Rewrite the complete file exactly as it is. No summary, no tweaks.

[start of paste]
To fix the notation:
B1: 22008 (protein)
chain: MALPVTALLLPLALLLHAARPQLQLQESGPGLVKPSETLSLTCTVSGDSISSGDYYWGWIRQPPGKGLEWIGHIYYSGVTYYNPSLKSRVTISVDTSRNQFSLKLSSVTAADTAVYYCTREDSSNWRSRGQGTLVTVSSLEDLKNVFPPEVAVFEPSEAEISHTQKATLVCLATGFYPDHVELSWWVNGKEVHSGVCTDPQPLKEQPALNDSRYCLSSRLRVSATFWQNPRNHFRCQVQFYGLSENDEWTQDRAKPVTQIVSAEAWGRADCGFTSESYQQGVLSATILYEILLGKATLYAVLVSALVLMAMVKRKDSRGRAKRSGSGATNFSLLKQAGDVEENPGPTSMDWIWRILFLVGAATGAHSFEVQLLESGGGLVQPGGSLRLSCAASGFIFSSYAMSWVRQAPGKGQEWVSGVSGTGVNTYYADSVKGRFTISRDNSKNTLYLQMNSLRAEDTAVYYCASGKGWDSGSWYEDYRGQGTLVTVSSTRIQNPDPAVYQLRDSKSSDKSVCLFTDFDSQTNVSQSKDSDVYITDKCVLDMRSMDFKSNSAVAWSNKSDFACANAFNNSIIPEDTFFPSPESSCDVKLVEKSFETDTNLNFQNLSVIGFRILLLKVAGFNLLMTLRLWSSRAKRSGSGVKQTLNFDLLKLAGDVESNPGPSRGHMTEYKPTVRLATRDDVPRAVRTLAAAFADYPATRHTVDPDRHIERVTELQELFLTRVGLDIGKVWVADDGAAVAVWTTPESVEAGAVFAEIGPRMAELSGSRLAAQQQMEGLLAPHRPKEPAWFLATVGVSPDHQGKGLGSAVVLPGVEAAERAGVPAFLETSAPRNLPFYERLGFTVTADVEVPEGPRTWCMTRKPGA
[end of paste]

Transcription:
To fix the notation:
B1: 22008 (protein)
chain: MALPVTALLLPLALLLHAARPQLQLQESGPGLVKPSETLSLTCTVSGDSISSGDYYWGWIRQPPGKGLEWIGHIYYSGVTYYNPSLKSRVTISVDTSRNQFSLKLSSVTAADTAVYYCTREDSSNWRSRGQGTLVTVSSLEDLKNVFPPEVAVFEPSEAEISHTQKATLVCLATGFYPDHVELSWWVNGKEVHSGVCTDPQPLKEQPALNDSRYCLSSRLRVSATFWQNPRNHFRCQVQFYGLSENDEWTQDRAKPVTQIVSAEAWGRADCGFTSESYQQGVLSATILYEILLGKATLYAVLVSALVLMAMVKRKDSRGRAKRSGSGATNFSLLKQAGDVEENPGPTSMDWIWRILFLVGAATGAHSFEVQLLESGGGLVQPGGSLRLSCAASGFIFSSYAMSWVRQAPGKGQEWVSGVSGTGVNTYYADSVKGRFTISRDNSKNTLYLQMNSLRAEDTAVYYCASGKGWDSGSWYEDYRGQGTLVTVSSTRIQNPDPAVYQLRDSKSSDKSVCLFTDFDSQTNVSQSKDSDVYITDKCVLDMRSMDFKSNSAVAWSNKSDFACANAFNNSIIPEDTFFPSPESSCDVKLVEKSFETDTNLNFQNLSVIGFRILLLKVAGFNLLMTLRLWSSRAKRSGSGVKQTLNFDLLKLAGDVESNPGPSRGHMTEYKPTVRLATRDDVPRAVRTLAAAFADYPATRHTVDPDRHIERVTELQELFLTRVGLDIGKVWVADDGAAVAVWTTPESVEAGAVFAEIGPRMAELSGSRLAAQQQMEGLLAPHRPKEPAWFLATVGVSPDHQGKGLGSAVVLPGVEAAERAGVPAFLETSAPRNLPFYERLGFTVTADVEVPEGPRTWCMTRKPGA